BROTHER, MAY I?: THE CHALLENGE OF COMPETITOR CONTROL OVER MARKET ENTRY ADDRESS
MAUREEN K. OHLHAUSEN (Commissioner, US Federal Trade Commission) delivered the opening keynote speech on the " Brother, May I?” problem, where new entrants “are effectively required to obtain permission from incumbent competitors to enter or expand,” and its effect on competition and consumer welfare. Speaking from her perspective as a Commissioner and as the former Director of the FTC’s Office of Policy Planning, Commissioner Ohlhausen explained three common “Brother, May I?” scenarios.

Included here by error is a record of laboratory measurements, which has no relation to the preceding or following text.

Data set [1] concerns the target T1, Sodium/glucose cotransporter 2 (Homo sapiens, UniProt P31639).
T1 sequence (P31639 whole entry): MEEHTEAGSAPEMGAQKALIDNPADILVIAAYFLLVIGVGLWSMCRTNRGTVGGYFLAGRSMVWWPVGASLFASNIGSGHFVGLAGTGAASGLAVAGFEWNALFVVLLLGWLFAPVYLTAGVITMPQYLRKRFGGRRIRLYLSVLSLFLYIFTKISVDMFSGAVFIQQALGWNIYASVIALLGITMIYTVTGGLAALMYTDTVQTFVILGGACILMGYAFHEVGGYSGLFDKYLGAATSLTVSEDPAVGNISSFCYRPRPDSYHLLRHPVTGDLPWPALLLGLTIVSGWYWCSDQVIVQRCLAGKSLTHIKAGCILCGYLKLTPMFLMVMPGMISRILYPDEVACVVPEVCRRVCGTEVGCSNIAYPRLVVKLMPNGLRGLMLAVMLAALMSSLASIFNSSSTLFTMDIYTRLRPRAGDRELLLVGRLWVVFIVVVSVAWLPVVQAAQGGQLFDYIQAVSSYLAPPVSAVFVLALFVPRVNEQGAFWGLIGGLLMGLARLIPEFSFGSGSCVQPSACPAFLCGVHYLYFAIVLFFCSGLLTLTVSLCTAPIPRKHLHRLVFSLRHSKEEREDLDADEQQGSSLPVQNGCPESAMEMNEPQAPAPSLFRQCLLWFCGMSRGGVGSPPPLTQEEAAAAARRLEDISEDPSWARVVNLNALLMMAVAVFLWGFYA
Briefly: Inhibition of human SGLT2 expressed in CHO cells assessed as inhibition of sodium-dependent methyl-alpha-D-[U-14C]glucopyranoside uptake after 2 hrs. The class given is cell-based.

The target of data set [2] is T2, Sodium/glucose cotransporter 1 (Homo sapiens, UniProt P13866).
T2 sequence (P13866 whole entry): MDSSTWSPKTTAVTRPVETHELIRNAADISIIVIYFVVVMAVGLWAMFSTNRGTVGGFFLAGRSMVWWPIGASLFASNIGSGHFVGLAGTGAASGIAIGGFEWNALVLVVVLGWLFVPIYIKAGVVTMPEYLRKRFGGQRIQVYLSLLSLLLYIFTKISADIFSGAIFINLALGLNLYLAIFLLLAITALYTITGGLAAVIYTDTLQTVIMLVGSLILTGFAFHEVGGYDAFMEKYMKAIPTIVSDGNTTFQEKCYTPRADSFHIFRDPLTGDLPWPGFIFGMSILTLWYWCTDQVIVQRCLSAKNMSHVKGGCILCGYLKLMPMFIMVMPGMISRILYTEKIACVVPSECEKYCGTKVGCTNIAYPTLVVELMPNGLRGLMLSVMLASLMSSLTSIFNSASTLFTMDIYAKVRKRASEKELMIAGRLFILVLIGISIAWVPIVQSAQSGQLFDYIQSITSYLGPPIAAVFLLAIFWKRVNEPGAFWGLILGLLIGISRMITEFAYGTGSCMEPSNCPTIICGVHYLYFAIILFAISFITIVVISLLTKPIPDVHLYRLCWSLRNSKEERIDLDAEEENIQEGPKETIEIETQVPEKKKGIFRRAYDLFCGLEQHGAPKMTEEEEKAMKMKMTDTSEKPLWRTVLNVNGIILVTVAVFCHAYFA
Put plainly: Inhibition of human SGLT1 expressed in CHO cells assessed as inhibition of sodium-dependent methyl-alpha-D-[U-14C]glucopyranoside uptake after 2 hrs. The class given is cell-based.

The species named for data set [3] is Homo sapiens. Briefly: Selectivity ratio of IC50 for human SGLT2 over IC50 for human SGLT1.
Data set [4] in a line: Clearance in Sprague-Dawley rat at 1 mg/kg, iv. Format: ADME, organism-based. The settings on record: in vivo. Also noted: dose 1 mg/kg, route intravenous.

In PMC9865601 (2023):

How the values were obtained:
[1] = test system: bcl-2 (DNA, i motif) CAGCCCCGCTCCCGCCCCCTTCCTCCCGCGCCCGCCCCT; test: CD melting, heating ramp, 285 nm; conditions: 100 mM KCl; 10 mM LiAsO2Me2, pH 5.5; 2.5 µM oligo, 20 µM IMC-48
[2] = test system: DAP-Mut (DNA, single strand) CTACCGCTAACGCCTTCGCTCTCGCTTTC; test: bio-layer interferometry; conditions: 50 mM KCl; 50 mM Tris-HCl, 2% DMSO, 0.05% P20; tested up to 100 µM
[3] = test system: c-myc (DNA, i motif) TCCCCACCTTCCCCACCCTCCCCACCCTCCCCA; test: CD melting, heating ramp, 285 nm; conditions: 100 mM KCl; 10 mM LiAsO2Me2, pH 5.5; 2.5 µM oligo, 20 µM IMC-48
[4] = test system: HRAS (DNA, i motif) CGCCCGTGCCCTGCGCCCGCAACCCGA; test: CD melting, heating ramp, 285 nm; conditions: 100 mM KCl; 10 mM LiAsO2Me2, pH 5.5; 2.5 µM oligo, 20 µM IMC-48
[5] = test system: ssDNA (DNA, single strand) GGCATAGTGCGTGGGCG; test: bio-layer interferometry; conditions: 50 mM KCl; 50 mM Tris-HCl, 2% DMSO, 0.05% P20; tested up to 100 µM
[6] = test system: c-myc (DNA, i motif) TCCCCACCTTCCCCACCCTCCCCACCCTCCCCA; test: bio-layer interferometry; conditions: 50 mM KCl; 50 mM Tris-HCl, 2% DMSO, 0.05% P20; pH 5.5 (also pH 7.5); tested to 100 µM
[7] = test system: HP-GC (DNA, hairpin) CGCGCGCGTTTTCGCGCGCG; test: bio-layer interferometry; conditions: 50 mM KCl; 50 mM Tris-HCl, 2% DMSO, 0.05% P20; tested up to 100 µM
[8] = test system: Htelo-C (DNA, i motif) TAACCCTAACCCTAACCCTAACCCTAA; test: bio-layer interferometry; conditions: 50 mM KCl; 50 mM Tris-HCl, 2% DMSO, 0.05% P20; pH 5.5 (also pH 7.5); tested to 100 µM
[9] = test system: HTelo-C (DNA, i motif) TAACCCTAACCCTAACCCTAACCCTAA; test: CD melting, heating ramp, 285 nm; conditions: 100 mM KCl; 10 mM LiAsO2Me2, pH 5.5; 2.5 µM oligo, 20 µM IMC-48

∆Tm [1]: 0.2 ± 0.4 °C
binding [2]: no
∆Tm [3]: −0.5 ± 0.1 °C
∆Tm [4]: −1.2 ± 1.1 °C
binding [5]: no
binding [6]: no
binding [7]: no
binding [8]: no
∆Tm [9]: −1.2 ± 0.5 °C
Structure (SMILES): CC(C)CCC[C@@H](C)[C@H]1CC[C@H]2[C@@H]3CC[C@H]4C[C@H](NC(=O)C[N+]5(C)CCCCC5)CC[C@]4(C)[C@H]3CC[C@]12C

The first and clearest scenario is in the context of state licensing boards, as illustrated by the recent Supreme Court’s North Carolina Board of Dental Examiners v. FTC decision. In that case, the FTC challenged the NC Dental Board, which comprised primarily dentists, to define the practice of dentistry as including the provision of teeth whitening services, therefore prohibiting non-dentists from offering those services. Commissioner Ohlhausen explained the conduct in NC Dental was not merely “regulatory capture,” but constituted the replacement of regulators by the regulated themselves. As several studies suggest, occupational licensing regimes such as the one in NC Dental may harm competition without the offsetting concomitant benefits these regimes seek to attain. The Supreme Court’s decision emphasized that to ensure consumer benefits are not co-opted by the “Brother, May I?” problem, states must clearly articulate decisions to displace competition with other public policy goals and adequately supervise non-state actors implementing those decisions.